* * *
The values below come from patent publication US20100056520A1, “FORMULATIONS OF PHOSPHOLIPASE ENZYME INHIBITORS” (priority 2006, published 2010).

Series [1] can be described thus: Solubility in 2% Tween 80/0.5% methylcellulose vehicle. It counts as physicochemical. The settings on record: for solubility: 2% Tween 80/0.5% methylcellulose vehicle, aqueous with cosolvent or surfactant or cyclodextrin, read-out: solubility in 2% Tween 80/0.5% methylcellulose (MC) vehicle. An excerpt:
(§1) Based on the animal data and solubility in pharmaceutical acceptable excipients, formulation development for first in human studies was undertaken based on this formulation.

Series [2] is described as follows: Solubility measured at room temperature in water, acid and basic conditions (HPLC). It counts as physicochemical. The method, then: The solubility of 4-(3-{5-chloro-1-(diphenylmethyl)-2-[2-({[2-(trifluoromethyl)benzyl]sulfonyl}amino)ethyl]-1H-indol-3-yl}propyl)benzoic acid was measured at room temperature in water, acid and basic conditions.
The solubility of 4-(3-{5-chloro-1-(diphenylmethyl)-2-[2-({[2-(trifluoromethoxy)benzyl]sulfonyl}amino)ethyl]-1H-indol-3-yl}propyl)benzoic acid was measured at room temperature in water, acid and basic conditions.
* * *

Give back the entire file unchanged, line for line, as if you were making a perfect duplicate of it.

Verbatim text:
The values below come from patent publication US20100056520A1, “FORMULATIONS OF PHOSPHOLIPASE ENZYME INHIBITORS” (priority 2006, published 2010).

Series [1] can be described thus: Solubility in 2% Tween 80/0.5% methylcellulose vehicle. It counts as physicochemical. The settings on record: for solubility: 2% Tween 80/0.5% methylcellulose vehicle, aqueous with cosolvent or surfactant or cyclodextrin, read-out: solubility in 2% Tween 80/0.5% methylcellulose (MC) vehicle. An excerpt:
(§1) Based on the animal data and solubility in pharmaceutical acceptable excipients, formulation development for first in human studies was undertaken based on this formulation.

Series [2] is described as follows: Solubility measured at room temperature in water, acid and basic conditions (HPLC). It counts as physicochemical. The method, then: The solubility of 4-(3-{5-chloro-1-(diphenylmethyl)-2-[2-({[2-(trifluoromethyl)benzyl]sulfonyl}amino)ethyl]-1H-indol-3-yl}propyl)benzoic acid was measured at room temperature in water, acid and basic conditions.
The solubility of 4-(3-{5-chloro-1-(diphenylmethyl)-2-[2-({[2-(trifluoromethoxy)benzyl]sulfonyl}amino)ethyl]-1H-indol-3-yl}propyl)benzoic acid was measured at room temperature in water, acid and basic conditions.